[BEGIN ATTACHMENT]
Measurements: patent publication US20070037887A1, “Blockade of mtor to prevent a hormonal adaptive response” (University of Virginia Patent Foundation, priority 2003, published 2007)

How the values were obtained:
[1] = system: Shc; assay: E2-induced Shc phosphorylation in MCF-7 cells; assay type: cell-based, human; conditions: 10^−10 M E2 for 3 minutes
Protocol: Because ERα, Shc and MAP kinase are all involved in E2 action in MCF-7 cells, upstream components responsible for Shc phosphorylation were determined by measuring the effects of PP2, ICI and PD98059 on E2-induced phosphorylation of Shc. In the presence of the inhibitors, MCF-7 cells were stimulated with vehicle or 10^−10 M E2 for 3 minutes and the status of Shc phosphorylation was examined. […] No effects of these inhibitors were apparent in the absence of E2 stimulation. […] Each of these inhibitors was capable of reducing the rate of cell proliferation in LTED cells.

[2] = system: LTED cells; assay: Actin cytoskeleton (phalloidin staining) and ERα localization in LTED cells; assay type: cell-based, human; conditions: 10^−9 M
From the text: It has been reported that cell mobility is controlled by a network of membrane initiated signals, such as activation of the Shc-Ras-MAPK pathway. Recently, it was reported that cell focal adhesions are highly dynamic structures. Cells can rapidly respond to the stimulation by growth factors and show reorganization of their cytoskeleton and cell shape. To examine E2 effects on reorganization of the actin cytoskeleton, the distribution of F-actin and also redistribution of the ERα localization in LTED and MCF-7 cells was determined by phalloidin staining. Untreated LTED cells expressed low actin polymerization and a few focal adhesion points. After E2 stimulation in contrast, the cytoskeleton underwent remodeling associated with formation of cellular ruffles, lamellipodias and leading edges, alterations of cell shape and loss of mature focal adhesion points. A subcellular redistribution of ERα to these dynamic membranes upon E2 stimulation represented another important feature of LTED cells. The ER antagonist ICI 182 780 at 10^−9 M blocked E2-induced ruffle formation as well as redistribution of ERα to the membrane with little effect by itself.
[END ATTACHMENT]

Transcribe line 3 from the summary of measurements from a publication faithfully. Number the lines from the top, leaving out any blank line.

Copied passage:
[1] = system: Shc; assay: E2-induced Shc phosphorylation in MCF-7 cells; assay type: cell-based, human; conditions: 10^−10 M E2 for 3 minutes